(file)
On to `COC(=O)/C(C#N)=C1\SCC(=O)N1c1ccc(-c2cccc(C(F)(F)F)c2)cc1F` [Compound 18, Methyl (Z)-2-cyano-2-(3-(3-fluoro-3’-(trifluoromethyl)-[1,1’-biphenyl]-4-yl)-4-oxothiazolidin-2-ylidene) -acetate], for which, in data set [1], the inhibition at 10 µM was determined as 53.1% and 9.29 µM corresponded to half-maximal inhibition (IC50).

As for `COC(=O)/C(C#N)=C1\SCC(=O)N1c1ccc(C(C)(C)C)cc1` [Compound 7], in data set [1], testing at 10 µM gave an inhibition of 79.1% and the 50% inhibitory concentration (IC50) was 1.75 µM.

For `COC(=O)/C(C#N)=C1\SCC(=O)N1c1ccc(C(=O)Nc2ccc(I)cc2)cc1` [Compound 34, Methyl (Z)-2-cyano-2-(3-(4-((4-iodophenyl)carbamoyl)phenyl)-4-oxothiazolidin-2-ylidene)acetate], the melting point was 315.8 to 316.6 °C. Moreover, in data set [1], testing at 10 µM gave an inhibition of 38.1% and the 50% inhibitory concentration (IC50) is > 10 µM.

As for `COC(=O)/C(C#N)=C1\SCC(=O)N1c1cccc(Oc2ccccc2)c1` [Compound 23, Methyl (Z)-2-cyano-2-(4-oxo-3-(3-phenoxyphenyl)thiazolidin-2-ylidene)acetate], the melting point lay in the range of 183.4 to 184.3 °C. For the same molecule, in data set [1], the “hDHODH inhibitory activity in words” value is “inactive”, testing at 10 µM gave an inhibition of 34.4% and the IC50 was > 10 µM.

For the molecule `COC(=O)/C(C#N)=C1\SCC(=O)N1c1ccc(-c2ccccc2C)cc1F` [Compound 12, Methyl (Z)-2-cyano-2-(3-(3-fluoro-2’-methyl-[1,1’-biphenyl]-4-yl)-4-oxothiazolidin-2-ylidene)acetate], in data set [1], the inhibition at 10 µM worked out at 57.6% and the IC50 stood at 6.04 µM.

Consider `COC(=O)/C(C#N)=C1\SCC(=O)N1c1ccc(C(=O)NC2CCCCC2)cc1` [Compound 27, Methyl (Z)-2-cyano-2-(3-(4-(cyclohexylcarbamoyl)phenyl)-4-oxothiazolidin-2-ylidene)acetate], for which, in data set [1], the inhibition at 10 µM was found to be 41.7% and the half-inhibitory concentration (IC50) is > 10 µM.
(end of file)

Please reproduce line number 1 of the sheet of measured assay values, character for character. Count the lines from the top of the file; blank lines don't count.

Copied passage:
On to `COC(=O)/C(C#N)=C1\SCC(=O)N1c1ccc(-c2cccc(C(F)(F)F)c2)cc1F` [Compound 18, Methyl (Z)-2-cyano-2-(3-(3-fluoro-3’-(trifluoromethyl)-[1,1’-biphenyl]-4-yl)-4-oxothiazolidin-2-ylidene) -acetate], for which, in data set [1], the inhibition at 10 µM was determined as 53.1% and 9.29 µM corresponded to half-maximal inhibition (IC50).